We’re all creatures of habit. We have our favourite restaurants that we always go to, the best grocery store that we frequent daily on the way home from work, and we like our coffee a specific way. It’s all part of our routines, and the most obvious routine that we all follow without exception is the sleep-wake cycle.
Otherwise known as circadian rhythm, or the internal clock, it’s what keeps us going, what tells us when it’s time to be energized and productive, and when it’s time to relax and go to sleep.
Internal clocks can be disrupted (rather easily for that matter), yet it’s crucial to keep them working properly. So, let’s see what internal clocks are all about, why you shouldn’t fight against yours, and what you should do if it gets offset.
Internal Clock Explained
Internal clocks are a natural, innate system that regulates when our bodies feel tired, and when they feel energized and awake. They’re present in all living things, including plants and even bacteria.
The system that keeps us in the approximately 24-hour pattern is known as the circadian system (coming from Latin circa – approximately, and diem – day).
However, we, and many birds, mammals and other animals, also have a circannual system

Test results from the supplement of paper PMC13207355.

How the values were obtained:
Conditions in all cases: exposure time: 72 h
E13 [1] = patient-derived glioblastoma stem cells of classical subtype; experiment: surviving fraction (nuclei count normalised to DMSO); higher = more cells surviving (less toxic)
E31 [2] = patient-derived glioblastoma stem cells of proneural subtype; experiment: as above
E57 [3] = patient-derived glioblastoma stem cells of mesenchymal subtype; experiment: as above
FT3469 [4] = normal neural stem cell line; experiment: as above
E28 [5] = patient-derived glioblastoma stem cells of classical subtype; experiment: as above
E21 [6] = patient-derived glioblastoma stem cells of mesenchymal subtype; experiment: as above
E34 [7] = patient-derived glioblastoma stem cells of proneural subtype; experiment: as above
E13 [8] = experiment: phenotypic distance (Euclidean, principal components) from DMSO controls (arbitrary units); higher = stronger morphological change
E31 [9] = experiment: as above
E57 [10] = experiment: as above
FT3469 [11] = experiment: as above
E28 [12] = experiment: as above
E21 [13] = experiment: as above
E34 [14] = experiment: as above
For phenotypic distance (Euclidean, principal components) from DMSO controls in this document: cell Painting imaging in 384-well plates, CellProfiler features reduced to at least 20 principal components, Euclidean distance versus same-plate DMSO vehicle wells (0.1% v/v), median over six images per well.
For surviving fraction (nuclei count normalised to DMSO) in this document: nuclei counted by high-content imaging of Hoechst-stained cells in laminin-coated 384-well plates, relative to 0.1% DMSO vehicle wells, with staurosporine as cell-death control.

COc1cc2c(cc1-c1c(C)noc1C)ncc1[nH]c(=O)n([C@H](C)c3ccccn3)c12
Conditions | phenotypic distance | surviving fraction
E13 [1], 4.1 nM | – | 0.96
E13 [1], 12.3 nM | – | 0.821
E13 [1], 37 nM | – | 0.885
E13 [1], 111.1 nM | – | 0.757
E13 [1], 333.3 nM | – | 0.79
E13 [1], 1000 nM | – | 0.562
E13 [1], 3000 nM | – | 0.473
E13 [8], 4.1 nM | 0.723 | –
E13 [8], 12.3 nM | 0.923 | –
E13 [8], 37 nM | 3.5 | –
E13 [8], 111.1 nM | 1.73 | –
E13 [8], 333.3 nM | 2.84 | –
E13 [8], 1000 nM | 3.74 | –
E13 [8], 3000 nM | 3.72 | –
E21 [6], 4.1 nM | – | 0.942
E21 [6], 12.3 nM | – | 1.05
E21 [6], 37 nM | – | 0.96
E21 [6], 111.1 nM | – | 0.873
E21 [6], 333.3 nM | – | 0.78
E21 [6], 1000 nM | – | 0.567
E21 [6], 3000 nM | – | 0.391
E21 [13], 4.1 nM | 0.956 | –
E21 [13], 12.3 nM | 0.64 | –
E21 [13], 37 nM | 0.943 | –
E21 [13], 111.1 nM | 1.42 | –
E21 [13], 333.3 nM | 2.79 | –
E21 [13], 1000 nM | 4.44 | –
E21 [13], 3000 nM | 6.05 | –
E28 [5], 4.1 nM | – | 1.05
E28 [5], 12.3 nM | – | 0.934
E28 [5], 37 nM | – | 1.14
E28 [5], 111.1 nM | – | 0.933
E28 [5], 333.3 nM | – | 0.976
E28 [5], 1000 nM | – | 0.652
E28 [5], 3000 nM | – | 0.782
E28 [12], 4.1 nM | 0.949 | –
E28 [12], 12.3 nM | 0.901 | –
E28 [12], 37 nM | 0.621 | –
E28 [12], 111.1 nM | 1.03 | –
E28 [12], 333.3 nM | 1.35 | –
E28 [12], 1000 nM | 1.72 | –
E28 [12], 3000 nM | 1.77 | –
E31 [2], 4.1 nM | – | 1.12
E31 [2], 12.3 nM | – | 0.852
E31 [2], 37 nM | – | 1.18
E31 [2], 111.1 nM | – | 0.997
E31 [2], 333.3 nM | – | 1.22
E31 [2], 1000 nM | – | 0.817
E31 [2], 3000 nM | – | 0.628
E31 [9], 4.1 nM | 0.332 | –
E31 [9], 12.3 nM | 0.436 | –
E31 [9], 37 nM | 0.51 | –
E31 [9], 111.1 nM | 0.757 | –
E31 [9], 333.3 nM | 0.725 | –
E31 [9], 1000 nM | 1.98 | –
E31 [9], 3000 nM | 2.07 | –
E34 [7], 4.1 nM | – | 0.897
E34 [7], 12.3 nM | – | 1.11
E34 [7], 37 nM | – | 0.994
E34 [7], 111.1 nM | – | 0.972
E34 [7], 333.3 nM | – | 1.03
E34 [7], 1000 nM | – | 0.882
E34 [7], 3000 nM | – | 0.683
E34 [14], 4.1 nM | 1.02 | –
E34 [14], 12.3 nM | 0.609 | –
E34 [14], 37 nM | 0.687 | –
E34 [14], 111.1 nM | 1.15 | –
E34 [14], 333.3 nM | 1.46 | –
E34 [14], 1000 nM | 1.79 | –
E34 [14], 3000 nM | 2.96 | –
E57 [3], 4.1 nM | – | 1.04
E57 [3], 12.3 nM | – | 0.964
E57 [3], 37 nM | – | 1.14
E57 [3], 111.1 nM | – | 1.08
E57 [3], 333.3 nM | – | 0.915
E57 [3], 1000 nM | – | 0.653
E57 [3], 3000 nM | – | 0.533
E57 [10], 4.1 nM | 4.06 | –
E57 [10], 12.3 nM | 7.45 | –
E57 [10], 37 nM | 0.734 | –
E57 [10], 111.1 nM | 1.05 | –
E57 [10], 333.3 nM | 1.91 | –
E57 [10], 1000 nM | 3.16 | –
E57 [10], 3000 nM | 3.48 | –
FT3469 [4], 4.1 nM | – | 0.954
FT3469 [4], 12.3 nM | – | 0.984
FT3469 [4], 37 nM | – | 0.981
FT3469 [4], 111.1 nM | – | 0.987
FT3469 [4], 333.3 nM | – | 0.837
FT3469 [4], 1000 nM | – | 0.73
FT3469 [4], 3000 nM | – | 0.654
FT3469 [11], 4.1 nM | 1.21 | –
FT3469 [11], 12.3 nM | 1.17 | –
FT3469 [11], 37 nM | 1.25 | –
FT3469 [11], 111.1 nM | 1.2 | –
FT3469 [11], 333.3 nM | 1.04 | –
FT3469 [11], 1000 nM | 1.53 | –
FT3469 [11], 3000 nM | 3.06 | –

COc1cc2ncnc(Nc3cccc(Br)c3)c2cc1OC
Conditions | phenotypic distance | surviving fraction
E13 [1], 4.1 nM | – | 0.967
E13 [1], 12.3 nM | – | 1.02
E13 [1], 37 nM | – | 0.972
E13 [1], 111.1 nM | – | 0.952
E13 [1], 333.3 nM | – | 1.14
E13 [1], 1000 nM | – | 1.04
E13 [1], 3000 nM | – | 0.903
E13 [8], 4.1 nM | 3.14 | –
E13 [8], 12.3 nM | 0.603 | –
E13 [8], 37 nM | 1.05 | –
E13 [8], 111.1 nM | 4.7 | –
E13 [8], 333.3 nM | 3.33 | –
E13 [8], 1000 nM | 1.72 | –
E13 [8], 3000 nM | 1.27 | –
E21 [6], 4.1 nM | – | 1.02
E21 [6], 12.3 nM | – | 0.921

that regulates behavioural and bodily changes throughout the year. Due to their circannual clock, bears go into hibernation around late November, and migratory birds fly north in the spring, and south in the winter.
Either way, our internal clocks are essentially timekeepers that guide some of our behaviours and bodily functions and dictate our daily routines.
There are (broadly speaking) two factors that can impact our internal clocks:
Genes can go so far as to dictate whether you’re, what is commonly referred to as, an early bird or a night owl. Some people have a natural predisposition to be early risers, while others simply don’t have any energy in the morning no matter how early they go to bed – it’s suggested that genes might be responsible for this.
Of course, the environment plays a huge role in this as well. Depending on your work schedule, lifestyle, diet, stress levels, the amount of exercise you do, and more, you might find it easier (or harder) to get up in the morning.